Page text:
Because contractors often have limited liquid assets, insurance and bonding are often the best resources available to an owner to protect against contractor default or defective work. However, not all policies and bonds are created equal, and owners should make sure these resources provide the security the owner needs. Here are five questions an owner should ask.

Is your contractor self-performing the work?

A contractor may offer to self-perform a portion of the work as a way to save costs, on the theory that the contractor won’t charge a markup for its own work. Cost savings may be important to the success of a project, but they may come with a hidden cost. Because virtually all contractor general liability policies contain a “your work” exclusion, defects in self-performed work are very likely not covered by the contractor’s policy (however, this exclusion usually doesn’t apply to work performed by its subcontractors). An owner should assess whether the cost savings from self-performed work are worth the risk of insurance not covering this work.

Will your contractor have insurance after the work is complete?

Construction defects are, of course, often discovered after the work is complete, sometimes years after. The contractor, however, may not carry insurance that sufficiently covers damage that occurs after completion. This post-completion insurance is commonly called “completed operations” coverage. If an owner specifies insurance requirements for its project (for example, that the contractor and its subcontractors carry a minimum amount of coverage), it should ensure that those requirements continue after completion of the work. A conservative approach is to require that the completed operations coverage last until the expiration of the statute of repose (the date when the owner can no longer bring a claim against the contractor).

Does your contractor’s policy contain an exclusion that prevents coverage?

The details of a project may clash with exclusions in the contractor’s general liability policy. For example, the contractor’s policy may exclude residential or condominium projects. It’s possible that these exclusions can be removed through negotiation with the contractor’s insurer, or that there are alternative methods for insuring the project (for example, through an owner-controlled insurance program). The construction contract should make clear that exclusions that could reduce or kill coverage for the project are not allowed.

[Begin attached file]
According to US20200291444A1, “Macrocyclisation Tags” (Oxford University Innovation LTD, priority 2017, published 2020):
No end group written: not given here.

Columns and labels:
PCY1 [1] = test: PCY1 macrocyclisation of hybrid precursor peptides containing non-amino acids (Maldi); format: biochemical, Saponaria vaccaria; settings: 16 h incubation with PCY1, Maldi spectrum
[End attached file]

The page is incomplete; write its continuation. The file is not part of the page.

Are you relying on subcontractor default insurance?

Some contractors market their buying of subcontractor default insurance as a way to protect against subcontractor work failures, and will often ask that the owner pay for the premium for this insurance as a cost of the work. In practice, subcontractor default insurance can provide an indirect benefit to an owner, because it may cover the cost of subcontractor default in lieu of other insurance or bonding. It’s important to recognize, though, that the beneficiary of a subcontractor default policy is very likely the contractor – not the owner – and the contractor likely won’t be obligated to bring a claim on a subcontractor default policy on the owner’s behalf. An owner doesn’t want to be in the position of relying on subcontractor default insurance, only to have its contractor refuse to make a claim on the policy. An owner should think of subcontractor default insurance as a resource that may provide an indirect benefit, but not a core element of the owner’s risk protection.

Should you require a performance bond?

Because of the cost of bond premiums, performance bonds are less common in private projects than in public projects (where they are often statutorily required). A performance bond, however, can be an effective resource for contractor default, and, in comparison to an insurance policy, the bond should have fewer restrictions and exclusions on coverage. If a performance bond is required, care should be taken with its terms. For an owner, the best approach is to prepare the performance bond. At the very least, the owner should carefully review the bond form proposed by the contractor’s surety, as bond forms often contain coverage limits (for example, a limited period to make bond claims) or burdensome claims procedures. The performance bond should cover the contractor’s contractual duties not only during the project but after as well (for example, a contractor’s warranty or indemnity obligations). The owner should make sure it’s using a performance bond form that provides reasonable protections against contractor default.

"Five Questions an Owner Should Ask About Insurance and Bonds" was originally published on April 17, 2015 in the Daily Journal of Commerce.